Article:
Prime Minister, this was your 2005 question, but what is your 2016 answer?
The Campaign for Fairer Gambling calls on the Prime Minister to take action on fixed odds betting terminals, the same machines she asked for action against back in 2005.
In 2005, Theresa May, the then Shadow Secretary of State for Family as well as Culture, Media and Sport, asked a Parliamentary question to the then DCMS minister, Richard Caborn:
“What research has the Government undertaken into the impact on public welfare of increasing the number of Fixed Odds Betting Terminals [FOBTs]?”
Caborn, who was one of the ministers about to flag through the legitimisation of the bookmakers’ then illegal FOBTs, responded:
“The Government have not directly commissioned research into FOBTs. An independent report funded by the Association British Bookmakers [ABB] ….. was subject to DCMS commissioned peer review.
The Gambling Commission will undertake prevalence studies into gambling every three years which will enable the Government to scrutinise trends in British gambling habits. The first of these will be published in 2007.”
The peer review was critical of the weightings. The most significant flaw though was that researchers had been steered towards betting shops on Saturday afternoons, when there is a greater number of over-the-counter race and sports bettors, relative to FOBT gamblers, than at any other time of the week. Why would researchers look at over-the-counter gamblers if the focus was supposed to be on FOBTs? Who selected the shops that the researchers visited?
There have only been two prevalence studies - in 2007 and 2010. DCMS has ignored the robust FOBT specific independent secondary research on each of these studies and there has been no trend comparison on this secondary research.
These research conclusions were firstly, that FOBTs are more addictive than any other form of gambling and secondly, that losses from problem gamblers on FOBTs exceed all problem gambler losses from all other licensed bricks-and-mortar gambling activities combined. There was no DCMS peer review commissioned on these secondary studies.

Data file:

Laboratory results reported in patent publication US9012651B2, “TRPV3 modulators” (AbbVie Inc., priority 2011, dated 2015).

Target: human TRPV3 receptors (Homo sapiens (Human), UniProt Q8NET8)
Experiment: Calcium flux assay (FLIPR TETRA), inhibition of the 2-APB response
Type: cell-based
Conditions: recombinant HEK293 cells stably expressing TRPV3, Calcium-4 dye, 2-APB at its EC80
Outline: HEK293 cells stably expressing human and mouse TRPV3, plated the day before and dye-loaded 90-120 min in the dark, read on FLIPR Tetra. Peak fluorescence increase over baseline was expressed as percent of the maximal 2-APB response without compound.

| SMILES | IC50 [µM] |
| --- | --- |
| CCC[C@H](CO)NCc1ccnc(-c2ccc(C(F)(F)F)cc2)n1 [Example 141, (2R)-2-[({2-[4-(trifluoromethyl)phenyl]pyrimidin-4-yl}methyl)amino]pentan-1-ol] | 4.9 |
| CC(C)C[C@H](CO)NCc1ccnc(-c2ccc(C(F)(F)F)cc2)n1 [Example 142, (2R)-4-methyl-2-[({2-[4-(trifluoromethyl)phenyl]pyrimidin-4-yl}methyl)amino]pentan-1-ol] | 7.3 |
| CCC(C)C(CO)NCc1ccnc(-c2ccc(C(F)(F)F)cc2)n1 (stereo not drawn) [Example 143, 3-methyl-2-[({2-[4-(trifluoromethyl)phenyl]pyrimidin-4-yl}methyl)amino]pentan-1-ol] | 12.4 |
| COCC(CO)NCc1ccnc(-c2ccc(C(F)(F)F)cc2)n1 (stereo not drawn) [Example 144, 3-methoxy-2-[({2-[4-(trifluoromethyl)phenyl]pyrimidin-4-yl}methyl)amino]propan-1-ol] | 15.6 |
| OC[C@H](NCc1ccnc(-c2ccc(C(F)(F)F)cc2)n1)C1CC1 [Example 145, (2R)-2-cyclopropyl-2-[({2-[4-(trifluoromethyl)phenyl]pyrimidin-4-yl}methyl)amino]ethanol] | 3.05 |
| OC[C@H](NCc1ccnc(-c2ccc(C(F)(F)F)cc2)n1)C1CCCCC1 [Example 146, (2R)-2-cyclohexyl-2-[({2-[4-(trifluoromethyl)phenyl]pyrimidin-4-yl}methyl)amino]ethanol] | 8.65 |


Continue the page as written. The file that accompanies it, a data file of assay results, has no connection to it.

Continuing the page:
Also there has been no DCMS peer review commissioned on any of the subsequent research conducted by the Responsible Gambling Trust (RGT), the body set up under the influence of the bookies and initially chaired by their trade body Chairman Neil Goulden.
The RGT has not and will not consider the study into the “impact on public welfare” that Mrs May asked for in 2005. The RGT will not consider any research that involves “reduction in gambling participation as a proxy for reduction in gambling harm”.
Mr Caborn, who mysteriously capitulated to the bookies and allowed them to have FOBTs despite their illegality, has since disappeared into oblivion following his involvement in the “cash for influence” scandal in 2010.
The opposite trajectory has been enjoyed by Jeremy Hunt, whom the Prime Minister must have high regard for. So as Health Secretary what contribution has Mr Hunt made towards assessing the “impact on public welfare of FOBTs”, as Mrs May wanted in 2005? How about – absolutely none!
But, in 2007, when he was also Shadow DCMS spokesman, Mr Hunt said
”There is clear evidence that Labour has failed to get a grip of problem gambling. With around two million young people at risk of becoming problem gamblers, Labour has created a public health time-bomb which they don’t seem interested in tackling.”
Today, when Mr Hunt has the power to require the NHS to recognise pathological gambling addiction as the mental illness that it is, there is virtually no effective NHS treatment.
Furthermore, under Mr Hunt, there is no NHS attempt to contribute towards the prevention of harm, one of the objectives of the 2005 Gambling Act. Yet “prevention is better than cure” is a key NHS message. He has clearly forgotten what he said!
According to a Number 10 leak there will be a review of FOBTs and it will be completed by December. Will this be announced at the Conservative party Conference? Or will the public health time-bomb tick on relentlessly?
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